Wednesday, Jul 23rd, 2014

Canso’s dissolution application approved

Posted on January 19, 2012


The Town of Canso shall be dissolved, effective July 1, 2012. The Nova Scotia Utility and Review Board released a 23-page decision granting a request made by the municipal unit in Sept. 2010. After dissolution, the former town will become part of the Municipality of the District of Guysborough. The two municipal units, along with provincial representatives, signed a letter of intent Nov. 17 that outlines financial and infrastructure arrangements if and when there was an amalgamation. Here, Lloyd Hines (left), Municipality of the County of Guysborough Warden; John MacDonell, Minister of Service Nova Scotia and Municipal Relations; and Paul Horne, Town of Canso Deputy Mayor, sign that agreement. Read more about the decision in updates on this site and in our Jan. 25 print edition. (John Whidden, Communications Nova Scotia, photo)

The Town of Canso shall be dissolved effective July 1, 2012.
That was the decision rendered by the Nova Scotia Utility and Review Board (NSURB) Jan. 19.
With the Order of Dissolution, the area comprising the town will be annexed to the Municipality of the District of Guysborough (MODG).
When that process is completed, Canso will no longer be chartered under the Municipal Government Act as a “town,” becoming a community of Guysborough County.
“We will continue to make sure this is as painless as possible for the people of the community when we do amalgamate into one municipal unit,” Paul Horne, Town of Canso deputy mayor, said, nothing this decision is part of a process town officials started more than 22 months ago with its application for dissolution to the provincial utility and review board.
Horne said there have been “no major hurdles yet” during the process. He added town officials were schedule to meet with Guysborough County representatives as one of the first steps of completing the process since the announcement last week.
“We will be bringing in one or two people to our office from the municipality [Tuesday] to oversee and try to understand what our system is all about.
“We apparently do things differently and we have to get on the same page,” Horne added.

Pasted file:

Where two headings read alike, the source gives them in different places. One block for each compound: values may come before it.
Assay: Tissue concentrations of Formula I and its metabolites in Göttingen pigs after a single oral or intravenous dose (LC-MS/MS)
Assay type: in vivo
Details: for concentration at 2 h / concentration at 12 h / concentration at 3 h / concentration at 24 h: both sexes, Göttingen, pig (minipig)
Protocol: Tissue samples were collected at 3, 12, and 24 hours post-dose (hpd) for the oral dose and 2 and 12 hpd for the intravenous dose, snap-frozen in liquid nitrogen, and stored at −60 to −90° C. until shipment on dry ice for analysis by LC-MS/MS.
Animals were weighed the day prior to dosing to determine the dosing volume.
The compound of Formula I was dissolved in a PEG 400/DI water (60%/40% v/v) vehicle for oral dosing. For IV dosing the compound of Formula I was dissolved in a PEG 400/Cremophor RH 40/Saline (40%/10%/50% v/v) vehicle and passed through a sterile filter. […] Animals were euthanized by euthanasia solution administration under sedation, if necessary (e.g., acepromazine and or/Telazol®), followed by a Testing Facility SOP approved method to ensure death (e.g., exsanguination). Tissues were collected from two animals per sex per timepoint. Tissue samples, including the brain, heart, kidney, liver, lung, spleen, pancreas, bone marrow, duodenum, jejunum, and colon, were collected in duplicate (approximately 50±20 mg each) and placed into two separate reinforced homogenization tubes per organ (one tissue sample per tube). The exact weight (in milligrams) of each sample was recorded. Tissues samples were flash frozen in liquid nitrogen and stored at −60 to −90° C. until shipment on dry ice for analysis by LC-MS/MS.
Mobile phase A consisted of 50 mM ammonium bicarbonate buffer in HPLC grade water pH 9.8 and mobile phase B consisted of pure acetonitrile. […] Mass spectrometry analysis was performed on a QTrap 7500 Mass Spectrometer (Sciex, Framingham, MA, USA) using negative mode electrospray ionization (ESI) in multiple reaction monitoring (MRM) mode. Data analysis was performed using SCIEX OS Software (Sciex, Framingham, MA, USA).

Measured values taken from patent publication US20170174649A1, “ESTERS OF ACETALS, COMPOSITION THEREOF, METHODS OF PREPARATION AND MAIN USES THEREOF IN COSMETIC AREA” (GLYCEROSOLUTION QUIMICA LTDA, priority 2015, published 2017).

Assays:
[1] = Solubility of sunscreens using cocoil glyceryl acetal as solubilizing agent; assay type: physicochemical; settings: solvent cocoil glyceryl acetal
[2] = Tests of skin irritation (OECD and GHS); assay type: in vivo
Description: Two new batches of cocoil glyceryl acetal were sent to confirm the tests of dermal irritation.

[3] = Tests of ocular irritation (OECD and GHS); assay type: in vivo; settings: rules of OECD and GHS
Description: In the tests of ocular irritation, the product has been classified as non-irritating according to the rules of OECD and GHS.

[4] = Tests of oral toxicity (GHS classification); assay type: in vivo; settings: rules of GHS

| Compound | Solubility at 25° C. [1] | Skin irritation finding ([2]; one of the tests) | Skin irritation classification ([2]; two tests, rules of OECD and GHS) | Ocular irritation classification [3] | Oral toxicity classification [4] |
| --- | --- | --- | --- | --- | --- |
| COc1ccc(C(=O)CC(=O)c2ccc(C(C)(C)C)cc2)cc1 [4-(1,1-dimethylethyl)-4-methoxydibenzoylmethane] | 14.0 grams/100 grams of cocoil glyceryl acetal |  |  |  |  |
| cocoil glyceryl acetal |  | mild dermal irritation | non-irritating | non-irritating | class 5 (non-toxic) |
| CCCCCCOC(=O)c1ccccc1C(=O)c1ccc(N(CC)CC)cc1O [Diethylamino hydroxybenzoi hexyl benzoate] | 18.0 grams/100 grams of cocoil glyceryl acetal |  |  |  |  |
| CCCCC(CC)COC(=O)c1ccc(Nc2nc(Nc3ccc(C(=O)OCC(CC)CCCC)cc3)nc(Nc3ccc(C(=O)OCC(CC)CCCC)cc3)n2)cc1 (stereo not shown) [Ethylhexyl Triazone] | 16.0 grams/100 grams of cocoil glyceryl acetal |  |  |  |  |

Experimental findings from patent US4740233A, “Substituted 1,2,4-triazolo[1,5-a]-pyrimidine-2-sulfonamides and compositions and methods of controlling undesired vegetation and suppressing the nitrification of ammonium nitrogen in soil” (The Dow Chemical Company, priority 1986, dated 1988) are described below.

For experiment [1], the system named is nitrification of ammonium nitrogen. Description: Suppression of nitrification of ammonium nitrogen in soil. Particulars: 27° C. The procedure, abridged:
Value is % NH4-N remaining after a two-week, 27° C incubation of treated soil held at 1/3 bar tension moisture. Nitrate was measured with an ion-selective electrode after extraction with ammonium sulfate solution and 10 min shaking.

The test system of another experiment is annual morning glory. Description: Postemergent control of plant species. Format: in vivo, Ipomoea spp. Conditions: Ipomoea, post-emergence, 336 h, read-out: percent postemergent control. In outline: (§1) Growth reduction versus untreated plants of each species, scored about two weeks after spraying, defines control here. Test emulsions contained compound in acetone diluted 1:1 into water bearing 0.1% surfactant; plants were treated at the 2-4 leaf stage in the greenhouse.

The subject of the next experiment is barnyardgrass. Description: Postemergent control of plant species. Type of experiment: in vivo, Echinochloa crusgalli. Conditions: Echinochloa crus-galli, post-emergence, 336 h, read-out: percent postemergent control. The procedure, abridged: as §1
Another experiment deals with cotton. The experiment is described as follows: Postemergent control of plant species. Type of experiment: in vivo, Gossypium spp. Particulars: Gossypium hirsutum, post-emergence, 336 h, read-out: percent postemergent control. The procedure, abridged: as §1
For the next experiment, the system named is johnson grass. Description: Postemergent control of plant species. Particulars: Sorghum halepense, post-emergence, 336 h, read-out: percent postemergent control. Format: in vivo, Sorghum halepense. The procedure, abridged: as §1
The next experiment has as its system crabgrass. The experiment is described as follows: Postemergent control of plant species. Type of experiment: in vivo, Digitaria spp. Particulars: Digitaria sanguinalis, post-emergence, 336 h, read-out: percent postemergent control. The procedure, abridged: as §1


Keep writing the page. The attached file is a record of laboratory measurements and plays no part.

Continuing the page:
He said one of the challenges facing the town as this dissolution process continues is the sale of its electric utility.
“Guysborough doesn’t want it and we are trying to sell it. We have a lot of irons in the fire right now with some locals and also with Nova Scotia Power, which we purchase our power from,” Horne said, noting work is underway to get everything ready to “take the utility to market.”
“We want to be able to do that as soon as possible,” he added.
Veteran Canso councillor Fin Armsworthy said the decision will be a “good move forward” for everyone in Canso, noting better opportunities that will be available for residents, including seniors, along with improved chances for attracting business to the seaside community.
“I think we are going to reap the benefits,” he added.
Lloyd Hines, MODG warden, described the decision to grant dissolution to the town and eventual joining with the municipality as “good news” for everyone involved in a press release on the afternoon the decision was announced.
With the move, the town’s area will be divided into two polling districts, which will become part of the MODG’s electoral boundaries.
From the time of the dissolution, until the next municipal elections in October 2012, the mayor of the town [Frank Fraser] and one councillor selected by town council, which has not taken place, will serve as MODG council members.
Fraser, who has voiced his misgivings with the possible dissolution throughout the process, had suggested Canso become a village and share services with the municipality.
The NSURB determined that would not save enough money for the cash-strapped town, while adding another administrative layer.
“My opinion was that we would have some self-governance if we kept it close to the people. We’re in a sort of urban town because we have water and sewer,” Fraser told CBC News on the day the decision was announced.
“It’s going to be rather difficult to become part of a rural municipality. In that sense, I’m very disappointed.”
Fraser did not return a call from the Casket for comment as of press time.

‘We are stronger’

The Town of Canso applied to the NSURB for dissolution in September 2010, with a preliminary board hearing taking place in the fall of 2010, which resulted in the board requesting the completion of numerous financial and infrastructure-related studies during the spring and summer of 2011.
The municipal units, along with provincial representatives, signed a letter of intent Nov. 17 that outlined financial and infrastructure arrangements if the two become one.
With the agreement, the county agreed to not contest Canso’s application to dissolve its incorporation and join the municipality during Nova Scotia Utility and Review Board (NSURB) hearings, which took place Dec. 5.
With the letter of intent, the provincial government has agreed to provide financial support up to $6 million to help with the transition, including stabilizing tax rates.
Hines said the review board, province, town and municipality should be “commended for the level of effort and cooperation that has resulted in this board decision.”
He said the MODG will proceed with an integration plan to assume operation of the town’s municipal services when dissolution takes place July 1.
Hines added the municipality “will strive to assume the responsibility for the provision of municipal services in Canso with as little impact to residents as possible.”
The veteran warden praised Canso’s council, staff and residents for their “proactive involvement in the very difficult dissolution process.”
“Together we are stronger.” Hines added.
See the full NSURB decision at www.nsurb.ca

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